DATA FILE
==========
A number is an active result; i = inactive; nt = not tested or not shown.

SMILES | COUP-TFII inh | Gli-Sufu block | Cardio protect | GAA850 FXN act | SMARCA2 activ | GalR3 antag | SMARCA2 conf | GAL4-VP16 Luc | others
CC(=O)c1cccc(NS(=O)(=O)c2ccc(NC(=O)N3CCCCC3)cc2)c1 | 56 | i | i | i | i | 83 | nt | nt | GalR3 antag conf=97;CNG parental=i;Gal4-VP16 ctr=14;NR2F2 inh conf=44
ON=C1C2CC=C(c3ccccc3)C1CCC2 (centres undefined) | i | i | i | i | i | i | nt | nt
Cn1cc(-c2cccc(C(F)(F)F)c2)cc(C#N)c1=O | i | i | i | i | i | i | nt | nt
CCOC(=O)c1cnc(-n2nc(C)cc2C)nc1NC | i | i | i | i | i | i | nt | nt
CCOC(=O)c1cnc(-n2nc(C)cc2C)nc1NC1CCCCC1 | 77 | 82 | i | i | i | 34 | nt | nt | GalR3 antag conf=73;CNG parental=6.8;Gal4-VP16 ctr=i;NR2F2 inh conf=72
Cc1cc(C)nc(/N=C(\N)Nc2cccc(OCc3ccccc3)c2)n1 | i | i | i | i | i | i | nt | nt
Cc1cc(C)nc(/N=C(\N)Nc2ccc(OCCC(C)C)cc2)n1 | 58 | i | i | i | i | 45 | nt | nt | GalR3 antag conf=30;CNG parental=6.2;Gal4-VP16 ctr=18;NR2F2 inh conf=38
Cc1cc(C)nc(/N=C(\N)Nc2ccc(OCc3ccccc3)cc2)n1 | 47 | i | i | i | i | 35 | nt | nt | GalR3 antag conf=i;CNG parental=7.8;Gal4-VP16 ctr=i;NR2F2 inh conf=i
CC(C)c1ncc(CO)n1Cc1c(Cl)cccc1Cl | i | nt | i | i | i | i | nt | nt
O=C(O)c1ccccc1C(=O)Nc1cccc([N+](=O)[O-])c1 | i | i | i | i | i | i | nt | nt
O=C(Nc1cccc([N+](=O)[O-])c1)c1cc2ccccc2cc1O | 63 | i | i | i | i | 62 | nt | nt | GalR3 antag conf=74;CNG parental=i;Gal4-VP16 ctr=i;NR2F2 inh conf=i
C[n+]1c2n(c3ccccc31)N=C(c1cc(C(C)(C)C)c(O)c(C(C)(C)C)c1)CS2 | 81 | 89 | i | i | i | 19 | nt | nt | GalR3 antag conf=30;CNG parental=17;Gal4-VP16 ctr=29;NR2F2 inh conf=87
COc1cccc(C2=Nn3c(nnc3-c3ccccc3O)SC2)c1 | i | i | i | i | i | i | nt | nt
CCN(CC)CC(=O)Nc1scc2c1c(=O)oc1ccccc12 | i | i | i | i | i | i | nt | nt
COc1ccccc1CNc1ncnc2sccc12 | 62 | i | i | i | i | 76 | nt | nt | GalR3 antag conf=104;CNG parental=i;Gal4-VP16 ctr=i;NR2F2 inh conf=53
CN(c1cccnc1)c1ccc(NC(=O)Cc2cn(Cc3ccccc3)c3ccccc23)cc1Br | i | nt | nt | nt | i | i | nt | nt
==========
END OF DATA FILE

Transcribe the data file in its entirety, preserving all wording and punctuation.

A number is an active result; i = inactive; nt = not tested or not shown.

SMILES | COUP-TFII inh | Gli-Sufu block | Cardio protect | GAA850 FXN act | SMARCA2 activ | GalR3 antag | SMARCA2 conf | GAL4-VP16 Luc | others
CC(=O)c1cccc(NS(=O)(=O)c2ccc(NC(=O)N3CCCCC3)cc2)c1 | 56 | i | i | i | i | 83 | nt | nt | GalR3 antag conf=97;CNG parental=i;Gal4-VP16 ctr=14;NR2F2 inh conf=44
ON=C1C2CC=C(c3ccccc3)C1CCC2 (centres undefined) | i | i | i | i | i | i | nt | nt
Cn1cc(-c2cccc(C(F)(F)F)c2)cc(C#N)c1=O | i | i | i | i | i | i | nt | nt
CCOC(=O)c1cnc(-n2nc(C)cc2C)nc1NC | i | i | i | i | i | i | nt | nt
CCOC(=O)c1cnc(-n2nc(C)cc2C)nc1NC1CCCCC1 | 77 | 82 | i | i | i | 34 | nt | nt | GalR3 antag conf=73;CNG parental=6.8;Gal4-VP16 ctr=i;NR2F2 inh conf=72
Cc1cc(C)nc(/N=C(\N)Nc2cccc(OCc3ccccc3)c2)n1 | i | i | i | i | i | i | nt | nt
Cc1cc(C)nc(/N=C(\N)Nc2ccc(OCCC(C)C)cc2)n1 | 58 | i | i | i | i | 45 | nt | nt | GalR3 antag conf=30;CNG parental=6.2;Gal4-VP16 ctr=18;NR2F2 inh conf=38
Cc1cc(C)nc(/N=C(\N)Nc2ccc(OCc3ccccc3)cc2)n1 | 47 | i | i | i | i | 35 | nt | nt | GalR3 antag conf=i;CNG parental=7.8;Gal4-VP16 ctr=i;NR2F2 inh conf=i
CC(C)c1ncc(CO)n1Cc1c(Cl)cccc1Cl | i | nt | i | i | i | i | nt | nt
O=C(O)c1ccccc1C(=O)Nc1cccc([N+](=O)[O-])c1 | i | i | i | i | i | i | nt | nt
O=C(Nc1cccc([N+](=O)[O-])c1)c1cc2ccccc2cc1O | 63 | i | i | i | i | 62 | nt | nt | GalR3 antag conf=74;CNG parental=i;Gal4-VP16 ctr=i;NR2F2 inh conf=i
C[n+]1c2n(c3ccccc31)N=C(c1cc(C(C)(C)C)c(O)c(C(C)(C)C)c1)CS2 | 81 | 89 | i | i | i | 19 | nt | nt | GalR3 antag conf=30;CNG parental=17;Gal4-VP16 ctr=29;NR2F2 inh conf=87
COc1cccc(C2=Nn3c(nnc3-c3ccccc3O)SC2)c1 | i | i | i | i | i | i | nt | nt
CCN(CC)CC(=O)Nc1scc2c1c(=O)oc1ccccc12 | i | i | i | i | i | i | nt | nt
COc1ccccc1CNc1ncnc2sccc12 | 62 | i | i | i | i | 76 | nt | nt | GalR3 antag conf=104;CNG parental=i;Gal4-VP16 ctr=i;NR2F2 inh conf=53
CN(c1cccnc1)c1ccc(NC(=O)Cc2cn(Cc3ccccc3)c3ccccc23)cc1Br | i | nt | nt | nt | i | i | nt | nt